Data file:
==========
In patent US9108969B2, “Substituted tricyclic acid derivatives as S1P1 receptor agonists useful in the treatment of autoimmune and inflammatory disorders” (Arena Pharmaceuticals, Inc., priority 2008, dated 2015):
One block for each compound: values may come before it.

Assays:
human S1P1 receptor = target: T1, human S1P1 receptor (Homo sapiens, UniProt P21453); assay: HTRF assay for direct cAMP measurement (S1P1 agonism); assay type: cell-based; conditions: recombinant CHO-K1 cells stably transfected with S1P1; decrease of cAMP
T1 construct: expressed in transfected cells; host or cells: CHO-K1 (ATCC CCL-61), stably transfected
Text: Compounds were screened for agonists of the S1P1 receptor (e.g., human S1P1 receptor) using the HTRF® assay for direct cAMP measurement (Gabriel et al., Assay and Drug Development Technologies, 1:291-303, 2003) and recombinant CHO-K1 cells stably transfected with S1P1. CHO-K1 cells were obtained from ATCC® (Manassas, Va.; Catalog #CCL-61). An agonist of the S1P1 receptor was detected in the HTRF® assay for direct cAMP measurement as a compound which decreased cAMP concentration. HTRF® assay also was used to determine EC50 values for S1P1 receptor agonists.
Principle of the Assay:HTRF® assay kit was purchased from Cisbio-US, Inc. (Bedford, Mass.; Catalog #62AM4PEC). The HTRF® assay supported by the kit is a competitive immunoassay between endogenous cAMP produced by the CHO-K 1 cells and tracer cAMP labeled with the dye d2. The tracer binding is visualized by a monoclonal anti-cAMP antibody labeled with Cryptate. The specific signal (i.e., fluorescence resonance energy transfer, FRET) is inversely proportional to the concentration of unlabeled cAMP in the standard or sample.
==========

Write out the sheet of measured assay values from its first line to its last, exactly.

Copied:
In patent US9108969B2, “Substituted tricyclic acid derivatives as S1P1 receptor agonists useful in the treatment of autoimmune and inflammatory disorders” (Arena Pharmaceuticals, Inc., priority 2008, dated 2015):
One block for each compound: values may come before it.

Assays:
human S1P1 receptor = target: T1, human S1P1 receptor (Homo sapiens, UniProt P21453); assay: HTRF assay for direct cAMP measurement (S1P1 agonism); assay type: cell-based; conditions: recombinant CHO-K1 cells stably transfected with S1P1; decrease of cAMP
T1 construct: expressed in transfected cells; host or cells: CHO-K1 (ATCC CCL-61), stably transfected
Text: Compounds were screened for agonists of the S1P1 receptor (e.g., human S1P1 receptor) using the HTRF® assay for direct cAMP measurement (Gabriel et al., Assay and Drug Development Technologies, 1:291-303, 2003) and recombinant CHO-K1 cells stably transfected with S1P1. CHO-K1 cells were obtained from ATCC® (Manassas, Va.; Catalog #CCL-61). An agonist of the S1P1 receptor was detected in the HTRF® assay for direct cAMP measurement as a compound which decreased cAMP concentration. HTRF® assay also was used to determine EC50 values for S1P1 receptor agonists.
Principle of the Assay:HTRF® assay kit was purchased from Cisbio-US, Inc. (Bedford, Mass.; Catalog #62AM4PEC). The HTRF® assay supported by the kit is a competitive immunoassay between endogenous cAMP produced by the CHO-K 1 cells and tracer cAMP labeled with the dye d2. The tracer binding is visualized by a monoclonal anti-cAMP antibody labeled with Cryptate. The specific signal (i.e., fluorescence resonance energy transfer, FRET) is inversely proportional to the concentration of unlabeled cAMP in the standard or sample.